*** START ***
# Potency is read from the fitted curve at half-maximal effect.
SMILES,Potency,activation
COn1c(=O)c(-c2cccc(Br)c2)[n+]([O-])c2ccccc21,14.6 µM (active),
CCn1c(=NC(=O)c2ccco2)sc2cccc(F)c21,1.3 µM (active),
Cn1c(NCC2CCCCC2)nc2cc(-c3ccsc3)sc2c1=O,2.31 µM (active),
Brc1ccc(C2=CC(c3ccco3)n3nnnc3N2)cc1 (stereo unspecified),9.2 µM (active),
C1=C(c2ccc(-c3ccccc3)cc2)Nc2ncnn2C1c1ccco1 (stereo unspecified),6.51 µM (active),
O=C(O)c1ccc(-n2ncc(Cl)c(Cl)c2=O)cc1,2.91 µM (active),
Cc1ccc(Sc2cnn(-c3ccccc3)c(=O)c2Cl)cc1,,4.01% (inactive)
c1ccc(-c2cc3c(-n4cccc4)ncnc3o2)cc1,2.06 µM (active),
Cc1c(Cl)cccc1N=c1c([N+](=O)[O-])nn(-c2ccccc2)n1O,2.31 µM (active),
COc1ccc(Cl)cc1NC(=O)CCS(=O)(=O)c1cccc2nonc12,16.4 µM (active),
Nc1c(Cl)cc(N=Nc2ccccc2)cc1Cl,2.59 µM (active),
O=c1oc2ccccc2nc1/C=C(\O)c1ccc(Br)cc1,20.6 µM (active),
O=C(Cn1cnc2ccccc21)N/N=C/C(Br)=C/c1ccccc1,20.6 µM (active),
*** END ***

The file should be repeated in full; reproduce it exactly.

# Potency is read from the fitted curve at half-maximal effect.
SMILES,Potency,activation
COn1c(=O)c(-c2cccc(Br)c2)[n+]([O-])c2ccccc21,14.6 µM (active),
CCn1c(=NC(=O)c2ccco2)sc2cccc(F)c21,1.3 µM (active),
Cn1c(NCC2CCCCC2)nc2cc(-c3ccsc3)sc2c1=O,2.31 µM (active),
Brc1ccc(C2=CC(c3ccco3)n3nnnc3N2)cc1 (stereo unspecified),9.2 µM (active),
C1=C(c2ccc(-c3ccccc3)cc2)Nc2ncnn2C1c1ccco1 (stereo unspecified),6.51 µM (active),
O=C(O)c1ccc(-n2ncc(Cl)c(Cl)c2=O)cc1,2.91 µM (active),
Cc1ccc(Sc2cnn(-c3ccccc3)c(=O)c2Cl)cc1,,4.01% (inactive)
c1ccc(-c2cc3c(-n4cccc4)ncnc3o2)cc1,2.06 µM (active),
Cc1c(Cl)cccc1N=c1c([N+](=O)[O-])nn(-c2ccccc2)n1O,2.31 µM (active),
COc1ccc(Cl)cc1NC(=O)CCS(=O)(=O)c1cccc2nonc12,16.4 µM (active),
Nc1c(Cl)cc(N=Nc2ccccc2)cc1Cl,2.59 µM (active),
O=c1oc2ccccc2nc1/C=C(\O)c1ccc(Br)cc1,20.6 µM (active),
O=C(Cn1cnc2ccccc21)N/N=C/C(Br)=C/c1ccccc1,20.6 µM (active),